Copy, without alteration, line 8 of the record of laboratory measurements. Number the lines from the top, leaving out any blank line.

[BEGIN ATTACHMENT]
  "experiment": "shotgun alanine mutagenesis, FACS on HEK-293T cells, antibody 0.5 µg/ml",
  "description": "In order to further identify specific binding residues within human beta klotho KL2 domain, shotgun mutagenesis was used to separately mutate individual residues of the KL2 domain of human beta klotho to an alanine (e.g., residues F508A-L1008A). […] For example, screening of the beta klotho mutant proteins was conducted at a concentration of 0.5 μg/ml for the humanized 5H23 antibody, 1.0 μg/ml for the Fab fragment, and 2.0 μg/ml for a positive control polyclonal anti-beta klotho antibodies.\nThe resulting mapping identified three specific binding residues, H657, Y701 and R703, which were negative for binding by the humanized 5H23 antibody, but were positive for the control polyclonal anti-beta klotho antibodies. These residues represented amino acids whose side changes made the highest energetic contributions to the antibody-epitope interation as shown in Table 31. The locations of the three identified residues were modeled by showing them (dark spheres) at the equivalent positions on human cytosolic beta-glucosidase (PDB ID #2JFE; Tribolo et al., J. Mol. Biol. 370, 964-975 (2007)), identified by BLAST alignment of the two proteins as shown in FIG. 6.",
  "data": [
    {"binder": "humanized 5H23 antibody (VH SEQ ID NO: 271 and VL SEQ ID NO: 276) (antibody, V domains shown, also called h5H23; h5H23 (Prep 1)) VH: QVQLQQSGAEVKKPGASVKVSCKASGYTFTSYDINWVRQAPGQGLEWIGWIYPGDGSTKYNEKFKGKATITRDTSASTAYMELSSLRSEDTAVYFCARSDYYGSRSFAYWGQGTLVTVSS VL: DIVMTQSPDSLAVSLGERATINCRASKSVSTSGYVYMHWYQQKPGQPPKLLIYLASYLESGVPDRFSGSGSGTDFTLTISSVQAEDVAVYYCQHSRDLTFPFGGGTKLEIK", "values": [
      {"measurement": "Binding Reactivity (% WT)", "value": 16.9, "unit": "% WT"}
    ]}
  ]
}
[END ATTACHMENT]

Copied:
}